The One and Only Ivan Depicts The Plight Of Animals Raised In Captivity, Film Companion

Other than Artemis Fowl and Onward, the only Disney movie that can possibly make it to our watch list this year is The One and Only Ivan. It is a wonderful experience that gives a glimpse of Ivan’s true life story through the medium of cinema. To shine some light on the story, Ivan was a huge, mighty, silverback gorilla brought as a baby from the Democratic Republic of Congo in the 1960s and given a life among humans in the United States, away from poachers and hunters. Ivan lived with his owners for the first few years of his life, before he was moved to the B&I Shopping Center in Tacoma (Washington) for public exhibition, where he would spend the next 27 years of his life. This family drama film attempts to depict the plight of millions of such animals that are raised in captivity inside zoos and circuses for their entire lives, leaving absolutely no freedom for them to explore the natural world.

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Talking animals blended flawlessly with the real world on screen has always been an attractive cinematic style for as long as we can remember. Movies like Stuart Little and Cats and Dogs remain some of the most memorable experiences for many of us, in that regard. The One and Only Ivan, co-produced by Angelina Jolie, also features her voice as the wise elephant Stella, while energetic Ivan takes the voice of Sam Rockwell—both animals living in captivity inside a circus center run by Mack (Bryan Cranston), Ivan’s caretaker.

The film is not entirely based on Ivan’s true story, though. It is a slightly fictionalized and fancier version of his story based on a children’s book written by Katherine Applegate, which was published in 2012. The movie hasn’t been produced in a very large, grand manner, as you might expect initially. In fact, most of the scenes have been carefully created focusing on the mundane confines of zoos, which the caged animals see every single day of their lives. This might have been devised as a unique element essentially required by the story. The computer-generated visuals of the talking gorilla and other animals are very easy on the eyes and can make you wonder, “Just how do they do it?” As a matter of fact, Ivan’s struggle, brought to attention by media and public campaigns, made his and several other animals’ release possible.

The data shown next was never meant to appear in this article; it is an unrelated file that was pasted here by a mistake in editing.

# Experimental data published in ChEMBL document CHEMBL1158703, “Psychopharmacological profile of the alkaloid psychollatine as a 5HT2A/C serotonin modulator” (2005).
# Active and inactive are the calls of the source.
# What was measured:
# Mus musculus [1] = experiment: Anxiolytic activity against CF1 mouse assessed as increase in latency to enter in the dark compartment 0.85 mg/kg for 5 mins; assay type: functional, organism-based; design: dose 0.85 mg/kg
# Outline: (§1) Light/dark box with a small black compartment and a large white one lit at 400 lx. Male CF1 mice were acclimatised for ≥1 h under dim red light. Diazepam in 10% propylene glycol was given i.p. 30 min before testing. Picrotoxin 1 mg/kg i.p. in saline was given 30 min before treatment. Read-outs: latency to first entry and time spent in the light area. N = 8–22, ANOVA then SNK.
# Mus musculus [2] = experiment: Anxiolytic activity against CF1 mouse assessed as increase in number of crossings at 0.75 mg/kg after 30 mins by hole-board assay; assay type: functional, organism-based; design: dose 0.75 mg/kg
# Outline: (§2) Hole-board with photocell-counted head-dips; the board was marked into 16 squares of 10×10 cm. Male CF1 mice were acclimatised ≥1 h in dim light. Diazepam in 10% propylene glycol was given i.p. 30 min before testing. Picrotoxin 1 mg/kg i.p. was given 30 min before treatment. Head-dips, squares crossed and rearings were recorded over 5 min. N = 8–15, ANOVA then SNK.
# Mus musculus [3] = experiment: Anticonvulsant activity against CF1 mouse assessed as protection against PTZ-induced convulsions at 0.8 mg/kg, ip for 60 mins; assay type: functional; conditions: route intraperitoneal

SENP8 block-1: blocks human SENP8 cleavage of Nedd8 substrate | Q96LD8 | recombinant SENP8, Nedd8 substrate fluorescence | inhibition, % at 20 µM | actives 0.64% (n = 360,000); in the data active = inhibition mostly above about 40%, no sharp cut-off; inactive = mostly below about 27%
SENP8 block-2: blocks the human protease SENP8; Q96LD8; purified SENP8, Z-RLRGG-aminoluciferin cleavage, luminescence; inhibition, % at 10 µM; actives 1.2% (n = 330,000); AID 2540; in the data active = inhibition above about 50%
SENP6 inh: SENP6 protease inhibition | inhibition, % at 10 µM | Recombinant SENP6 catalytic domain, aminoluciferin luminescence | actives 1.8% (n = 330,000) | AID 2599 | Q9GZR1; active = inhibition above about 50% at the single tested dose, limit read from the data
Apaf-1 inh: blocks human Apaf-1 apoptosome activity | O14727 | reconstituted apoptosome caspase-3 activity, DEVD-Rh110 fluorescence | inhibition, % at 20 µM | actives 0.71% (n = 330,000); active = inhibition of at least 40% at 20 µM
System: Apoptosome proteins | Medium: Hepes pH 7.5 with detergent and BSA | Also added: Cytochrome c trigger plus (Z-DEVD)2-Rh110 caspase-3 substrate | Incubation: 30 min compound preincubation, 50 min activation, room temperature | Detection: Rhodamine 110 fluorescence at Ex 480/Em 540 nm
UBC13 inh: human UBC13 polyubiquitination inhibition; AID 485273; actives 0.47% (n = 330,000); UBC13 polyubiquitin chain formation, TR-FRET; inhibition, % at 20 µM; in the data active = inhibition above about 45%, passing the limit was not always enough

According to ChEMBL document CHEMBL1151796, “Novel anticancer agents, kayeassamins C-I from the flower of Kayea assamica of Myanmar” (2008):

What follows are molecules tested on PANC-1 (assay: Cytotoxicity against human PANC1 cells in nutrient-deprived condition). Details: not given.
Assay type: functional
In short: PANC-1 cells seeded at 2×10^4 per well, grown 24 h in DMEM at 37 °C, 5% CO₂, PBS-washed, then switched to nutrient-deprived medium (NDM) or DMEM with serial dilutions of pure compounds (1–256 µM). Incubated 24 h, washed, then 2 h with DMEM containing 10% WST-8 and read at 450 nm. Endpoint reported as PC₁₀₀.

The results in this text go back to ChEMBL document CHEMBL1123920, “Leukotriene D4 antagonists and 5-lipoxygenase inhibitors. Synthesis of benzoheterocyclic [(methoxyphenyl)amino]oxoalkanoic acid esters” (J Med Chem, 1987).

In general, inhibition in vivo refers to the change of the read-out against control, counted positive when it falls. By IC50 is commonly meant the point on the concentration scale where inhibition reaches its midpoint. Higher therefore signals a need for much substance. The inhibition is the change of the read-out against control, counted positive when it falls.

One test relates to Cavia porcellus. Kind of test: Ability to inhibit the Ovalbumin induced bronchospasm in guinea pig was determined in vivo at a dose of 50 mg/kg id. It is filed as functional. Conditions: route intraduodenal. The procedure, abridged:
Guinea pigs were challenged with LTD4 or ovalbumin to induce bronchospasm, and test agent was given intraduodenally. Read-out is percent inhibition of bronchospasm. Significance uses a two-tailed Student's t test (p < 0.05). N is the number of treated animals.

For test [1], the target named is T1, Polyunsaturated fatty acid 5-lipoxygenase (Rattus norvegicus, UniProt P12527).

Since Ivan was brought up by humans, his nature was different from that of other gorillas living in the wild. He inherited a lot of human characteristics making him more understanding, sympathetic, and yes—he could also paint wonderfully with his fingernails! The movie has done a fantastic job of showing off the very best of his abilities in the most creative manner. “The Headliner” of the show, as he calls himself, Ivan acts as the most important attraction for Mack’s entertainment show, attracting herds of people and children every day to watch him growling, beating his chest, and performing other acts. Other than Ivan, the circus also brings on stage a sea lion who balances a ball on its face (voiced by Mike White), a witty chicken named Henrietta (Chaka Khan), a rabbit named Murphy who drives a tiny fire truck (Ron Funches), and a beautiful, young elephant called Ruby (Brooklynn Prince) who is brought to replace Ivan as the key attraction of the circus and give a fresh breath of life to the shows. Also, be prepared for some kickass humor from the cute but gabby street dog named Bob (voiced by Danny DeVito), as he mocks humans, saying “Why do the humans think they can go around naming everything?”

Angelina Jolie’s humanitarian actions have indeed found a grand way to the big screen. In 2017, her film First They Killed my Father was another humane creation. Perhaps there is no other force more influential than films that can spark change in society. The One and Only Ivan is not your typical action/adventure drama from Disney. It is a film of substance, of heart, and is a kind request to alter your vision toward other creatures of this planet.

Disclaimer: This article has not been written by Film Companion’s editorial team.

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